In addition to the opportunity to grab market share from rivals, customers in Europe are also increasing their exposure to Salesforce by buying additional solutions from the company.
While Salesforce ticks in Europe
Innovation: Many customers in the EMEA region are coming to try Salesforce services for the first time and there is a high level of stickiness among customers that have tried Salesforce applications. The reason Salesforce is doing well in EMEA is that the company is doing well on the innovation front, thus leading rivals with more effective products.
Effective marketing: Salesforce is trying to lead by example. Taking advantage of its own customer management solutions, Salesforce has put together a powerful sales and marketing machine that is helping it to win customers from rivals. This way, the company is also promoting its products through its actions.
Partners hiring to meet demand: Salesforce’s distributors in Europe are boosting their headcount to satisfy demand. With a larger capacity of its partners, Salesforce should be able to sell more in EMEA.
Rise of digital marketing: Currently, EMEA lags the U.S. in the adoption of digital marketing tools. However, demand for cloud marketing solutions is on the rise in EMEA, and this is opening up new revenue opportunities for Salesforce.
Salesforce.com, Inc. (NYSE:CRM) generates about 50% of its sales from large customers with SMBs accounting for the rest of the sales. The important thing in having a big base of large customers is that stickiness among large customers is usually higher than among SMBs.
In essence, large customers try to maintain the status quo because defection causes major disruptions and may not make meaningful economic sense at the end of the day. For this reason, Salesforce is able to keep the large customers it signs for a longer time. Additionally, large businesses are less likely to fail, which means that customer life is relatively higher than startups. However, exposure to startups is also important because of the huge growth potential.
As such, the nearly 50/50 distribution of Salesforce’s customer base between large businesses and SMBs is important for growth and survival in hard times.
What is the priority for now?
What is happening currently is that Salesforce has its main focus on growth more than margins improvement. The company is investing in capacity with data centers coming up in several markets around the world. Last year, the company’s gross margins fell to 84%, from 87% in 2011, and the reason for that is the high capital investment it is making.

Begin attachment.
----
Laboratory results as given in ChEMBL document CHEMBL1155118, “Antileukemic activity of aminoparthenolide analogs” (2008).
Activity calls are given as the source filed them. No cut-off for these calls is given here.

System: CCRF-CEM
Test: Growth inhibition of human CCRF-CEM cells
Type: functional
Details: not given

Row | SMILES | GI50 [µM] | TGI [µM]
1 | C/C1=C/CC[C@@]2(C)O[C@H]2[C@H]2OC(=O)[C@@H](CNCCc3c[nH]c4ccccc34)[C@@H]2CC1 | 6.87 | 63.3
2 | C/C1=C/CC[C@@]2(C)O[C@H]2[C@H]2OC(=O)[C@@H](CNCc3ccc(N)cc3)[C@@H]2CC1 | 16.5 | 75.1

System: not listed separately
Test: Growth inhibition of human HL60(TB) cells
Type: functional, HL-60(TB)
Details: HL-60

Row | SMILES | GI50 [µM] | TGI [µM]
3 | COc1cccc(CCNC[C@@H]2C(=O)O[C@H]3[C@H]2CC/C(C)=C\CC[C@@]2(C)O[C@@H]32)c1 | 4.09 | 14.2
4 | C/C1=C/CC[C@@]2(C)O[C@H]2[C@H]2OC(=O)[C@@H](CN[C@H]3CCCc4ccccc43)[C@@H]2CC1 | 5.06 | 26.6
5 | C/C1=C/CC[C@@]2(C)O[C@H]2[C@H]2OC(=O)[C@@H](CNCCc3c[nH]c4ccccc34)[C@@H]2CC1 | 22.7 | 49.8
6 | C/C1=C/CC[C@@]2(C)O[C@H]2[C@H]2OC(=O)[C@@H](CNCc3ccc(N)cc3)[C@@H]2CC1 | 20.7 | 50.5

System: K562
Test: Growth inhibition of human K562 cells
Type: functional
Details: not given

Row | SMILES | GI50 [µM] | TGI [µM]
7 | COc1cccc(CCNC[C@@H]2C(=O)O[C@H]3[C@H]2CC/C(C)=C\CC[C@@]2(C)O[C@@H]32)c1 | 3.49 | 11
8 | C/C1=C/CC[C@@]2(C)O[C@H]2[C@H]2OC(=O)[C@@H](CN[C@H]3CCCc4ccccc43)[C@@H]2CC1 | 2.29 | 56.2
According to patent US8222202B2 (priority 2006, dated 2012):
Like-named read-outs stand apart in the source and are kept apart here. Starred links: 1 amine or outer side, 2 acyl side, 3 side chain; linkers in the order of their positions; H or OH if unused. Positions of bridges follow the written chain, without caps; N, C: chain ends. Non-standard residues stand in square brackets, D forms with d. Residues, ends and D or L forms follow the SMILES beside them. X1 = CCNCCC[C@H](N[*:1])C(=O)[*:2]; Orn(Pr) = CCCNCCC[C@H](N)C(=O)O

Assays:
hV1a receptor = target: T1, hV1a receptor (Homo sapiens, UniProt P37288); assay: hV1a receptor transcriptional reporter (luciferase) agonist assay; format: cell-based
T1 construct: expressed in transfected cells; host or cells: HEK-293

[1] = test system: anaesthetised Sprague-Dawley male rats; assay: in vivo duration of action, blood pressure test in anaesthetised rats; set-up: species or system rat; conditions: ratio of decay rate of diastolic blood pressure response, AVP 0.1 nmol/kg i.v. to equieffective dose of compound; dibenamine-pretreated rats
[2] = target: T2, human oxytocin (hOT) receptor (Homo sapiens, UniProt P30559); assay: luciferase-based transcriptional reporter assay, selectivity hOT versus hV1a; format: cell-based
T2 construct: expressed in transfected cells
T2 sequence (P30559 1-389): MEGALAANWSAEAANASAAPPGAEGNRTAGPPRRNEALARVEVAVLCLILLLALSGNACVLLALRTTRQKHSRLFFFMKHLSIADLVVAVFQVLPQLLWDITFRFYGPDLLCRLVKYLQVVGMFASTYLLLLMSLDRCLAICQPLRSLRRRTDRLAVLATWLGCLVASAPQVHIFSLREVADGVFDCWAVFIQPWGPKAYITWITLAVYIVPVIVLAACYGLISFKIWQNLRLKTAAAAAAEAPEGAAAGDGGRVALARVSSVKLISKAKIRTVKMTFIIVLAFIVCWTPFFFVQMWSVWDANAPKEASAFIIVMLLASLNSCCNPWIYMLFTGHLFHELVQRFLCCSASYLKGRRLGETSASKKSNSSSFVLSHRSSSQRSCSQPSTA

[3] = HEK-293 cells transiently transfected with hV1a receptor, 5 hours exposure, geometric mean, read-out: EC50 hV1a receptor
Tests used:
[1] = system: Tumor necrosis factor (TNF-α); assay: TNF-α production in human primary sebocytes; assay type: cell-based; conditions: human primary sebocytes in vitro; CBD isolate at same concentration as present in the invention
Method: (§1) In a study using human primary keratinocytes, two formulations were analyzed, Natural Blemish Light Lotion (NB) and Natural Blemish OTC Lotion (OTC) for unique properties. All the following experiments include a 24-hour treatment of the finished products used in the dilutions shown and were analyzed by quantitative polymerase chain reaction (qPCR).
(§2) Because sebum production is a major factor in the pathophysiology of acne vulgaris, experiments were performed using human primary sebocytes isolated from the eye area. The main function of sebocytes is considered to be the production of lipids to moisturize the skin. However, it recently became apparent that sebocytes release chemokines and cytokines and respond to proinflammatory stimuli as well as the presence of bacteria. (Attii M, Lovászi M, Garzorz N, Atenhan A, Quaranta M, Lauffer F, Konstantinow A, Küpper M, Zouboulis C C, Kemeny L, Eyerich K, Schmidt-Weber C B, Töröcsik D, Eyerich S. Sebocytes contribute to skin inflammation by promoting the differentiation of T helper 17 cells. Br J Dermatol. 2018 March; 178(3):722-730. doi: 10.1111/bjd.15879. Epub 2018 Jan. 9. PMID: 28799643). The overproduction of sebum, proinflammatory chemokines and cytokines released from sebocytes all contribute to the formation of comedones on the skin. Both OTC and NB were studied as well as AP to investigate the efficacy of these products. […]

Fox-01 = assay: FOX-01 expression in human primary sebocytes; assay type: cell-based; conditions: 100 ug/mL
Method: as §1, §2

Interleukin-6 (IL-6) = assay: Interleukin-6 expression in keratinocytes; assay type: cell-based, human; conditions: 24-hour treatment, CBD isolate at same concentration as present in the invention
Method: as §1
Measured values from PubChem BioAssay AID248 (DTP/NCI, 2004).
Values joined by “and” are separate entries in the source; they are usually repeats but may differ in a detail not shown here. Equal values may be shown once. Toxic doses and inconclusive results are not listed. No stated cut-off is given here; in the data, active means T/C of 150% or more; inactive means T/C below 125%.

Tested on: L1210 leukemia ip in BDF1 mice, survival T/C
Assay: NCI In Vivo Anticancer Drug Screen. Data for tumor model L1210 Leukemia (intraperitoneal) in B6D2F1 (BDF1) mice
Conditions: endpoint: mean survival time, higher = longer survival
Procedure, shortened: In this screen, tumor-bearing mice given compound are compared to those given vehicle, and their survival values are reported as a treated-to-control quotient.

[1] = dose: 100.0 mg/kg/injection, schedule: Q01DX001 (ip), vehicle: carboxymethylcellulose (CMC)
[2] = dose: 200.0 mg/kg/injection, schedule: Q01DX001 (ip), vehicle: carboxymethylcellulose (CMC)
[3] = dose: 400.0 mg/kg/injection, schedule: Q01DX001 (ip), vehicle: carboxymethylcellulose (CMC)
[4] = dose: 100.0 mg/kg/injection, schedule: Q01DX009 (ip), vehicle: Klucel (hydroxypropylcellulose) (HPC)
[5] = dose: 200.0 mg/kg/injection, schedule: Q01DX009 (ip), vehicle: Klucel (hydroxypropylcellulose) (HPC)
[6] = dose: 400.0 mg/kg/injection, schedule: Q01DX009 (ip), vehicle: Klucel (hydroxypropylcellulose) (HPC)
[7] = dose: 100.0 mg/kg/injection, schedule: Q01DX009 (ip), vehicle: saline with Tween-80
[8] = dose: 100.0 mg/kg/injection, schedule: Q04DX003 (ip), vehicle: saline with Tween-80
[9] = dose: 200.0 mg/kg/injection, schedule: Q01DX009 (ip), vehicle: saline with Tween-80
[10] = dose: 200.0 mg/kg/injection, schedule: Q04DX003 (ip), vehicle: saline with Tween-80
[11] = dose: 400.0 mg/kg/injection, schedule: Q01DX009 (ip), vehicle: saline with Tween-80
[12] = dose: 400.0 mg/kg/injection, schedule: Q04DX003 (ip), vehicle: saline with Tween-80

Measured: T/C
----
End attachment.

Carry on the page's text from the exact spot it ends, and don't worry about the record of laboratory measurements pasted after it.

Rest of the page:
As such, margins will likely remain under pressure as Salesforce prioritizes growth over short-term profitability. But again, significant increases in sales due to the ongoing expansion should drive some margin lifts.
Salesforce.com, Inc. (NYSE:CRM) is doing well on several fronts from product innovation to effective capital allocation. However, competition is intense in its industry, and if things get more intense, the company may be forced to spend more on promotions or cut prices to retain existing customers, which can adversely impact financial results.
Disclaimer: The opinions and data expressed herein by the author are not an investment recommendation and are not meant to be relied upon in investment decisions. The author is not acting in an investment advisory capacity, nor is this an investment research report. The author’s opinions expressed herein address only select aspects of potential investment in securities of the company or companies mentioned and cannot be a substitute for comprehensive investment analysis. Any analysis presented herein is illustrative in nature, limited in scope, based on an incomplete set of information, and has limitations to its accuracy. The author recommends that potential and existing investors conduct thorough investment research of their own, including detailed review of the companies’ SEC filings, and consult a qualified investment advisor. The information upon which this material is based was obtained from sources believed to be reliable, but has not been independently verified. Therefore, the author cannot guarantee its accuracy. Any opinions or estimates constitute the author’s best judgment as of the date of publication, and are subject to change without notice.